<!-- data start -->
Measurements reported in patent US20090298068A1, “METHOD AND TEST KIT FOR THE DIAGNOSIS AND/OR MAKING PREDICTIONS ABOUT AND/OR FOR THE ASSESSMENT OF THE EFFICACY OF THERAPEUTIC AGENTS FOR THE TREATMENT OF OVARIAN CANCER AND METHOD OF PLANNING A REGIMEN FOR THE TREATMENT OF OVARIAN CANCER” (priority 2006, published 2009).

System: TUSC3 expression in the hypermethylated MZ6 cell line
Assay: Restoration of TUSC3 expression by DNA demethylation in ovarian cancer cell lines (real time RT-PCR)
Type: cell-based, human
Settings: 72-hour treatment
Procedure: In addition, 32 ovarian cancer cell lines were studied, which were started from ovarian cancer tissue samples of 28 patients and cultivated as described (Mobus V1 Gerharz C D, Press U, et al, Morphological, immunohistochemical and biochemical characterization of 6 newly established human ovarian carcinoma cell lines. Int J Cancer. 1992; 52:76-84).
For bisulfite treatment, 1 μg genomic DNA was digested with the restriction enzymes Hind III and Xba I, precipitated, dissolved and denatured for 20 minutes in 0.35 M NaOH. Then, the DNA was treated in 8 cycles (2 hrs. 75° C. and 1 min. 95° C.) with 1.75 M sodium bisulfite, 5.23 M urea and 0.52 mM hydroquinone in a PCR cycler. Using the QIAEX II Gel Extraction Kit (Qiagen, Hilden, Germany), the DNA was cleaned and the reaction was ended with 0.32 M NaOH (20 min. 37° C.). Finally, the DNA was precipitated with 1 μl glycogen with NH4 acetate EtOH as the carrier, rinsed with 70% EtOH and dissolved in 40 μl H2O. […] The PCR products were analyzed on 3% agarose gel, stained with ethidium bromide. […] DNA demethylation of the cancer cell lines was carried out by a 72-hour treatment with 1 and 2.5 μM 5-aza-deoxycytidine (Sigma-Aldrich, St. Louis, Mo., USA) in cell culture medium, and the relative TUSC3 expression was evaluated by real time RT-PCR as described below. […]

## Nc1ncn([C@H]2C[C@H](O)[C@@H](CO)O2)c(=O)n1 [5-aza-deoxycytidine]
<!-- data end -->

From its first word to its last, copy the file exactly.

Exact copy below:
Measurements reported in patent US20090298068A1, “METHOD AND TEST KIT FOR THE DIAGNOSIS AND/OR MAKING PREDICTIONS ABOUT AND/OR FOR THE ASSESSMENT OF THE EFFICACY OF THERAPEUTIC AGENTS FOR THE TREATMENT OF OVARIAN CANCER AND METHOD OF PLANNING A REGIMEN FOR THE TREATMENT OF OVARIAN CANCER” (priority 2006, published 2009).

System: TUSC3 expression in the hypermethylated MZ6 cell line
Assay: Restoration of TUSC3 expression by DNA demethylation in ovarian cancer cell lines (real time RT-PCR)
Type: cell-based, human
Settings: 72-hour treatment
Procedure: In addition, 32 ovarian cancer cell lines were studied, which were started from ovarian cancer tissue samples of 28 patients and cultivated as described (Mobus V1 Gerharz C D, Press U, et al, Morphological, immunohistochemical and biochemical characterization of 6 newly established human ovarian carcinoma cell lines. Int J Cancer. 1992; 52:76-84).
For bisulfite treatment, 1 μg genomic DNA was digested with the restriction enzymes Hind III and Xba I, precipitated, dissolved and denatured for 20 minutes in 0.35 M NaOH. Then, the DNA was treated in 8 cycles (2 hrs. 75° C. and 1 min. 95° C.) with 1.75 M sodium bisulfite, 5.23 M urea and 0.52 mM hydroquinone in a PCR cycler. Using the QIAEX II Gel Extraction Kit (Qiagen, Hilden, Germany), the DNA was cleaned and the reaction was ended with 0.32 M NaOH (20 min. 37° C.). Finally, the DNA was precipitated with 1 μl glycogen with NH4 acetate EtOH as the carrier, rinsed with 70% EtOH and dissolved in 40 μl H2O. […] The PCR products were analyzed on 3% agarose gel, stained with ethidium bromide. […] DNA demethylation of the cancer cell lines was carried out by a 72-hour treatment with 1 and 2.5 μM 5-aza-deoxycytidine (Sigma-Aldrich, St. Louis, Mo., USA) in cell culture medium, and the relative TUSC3 expression was evaluated by real time RT-PCR as described below. […]

## Nc1ncn([C@H]2C[C@H](O)[C@@H](CO)O2)c(=O)n1 [5-aza-deoxycytidine]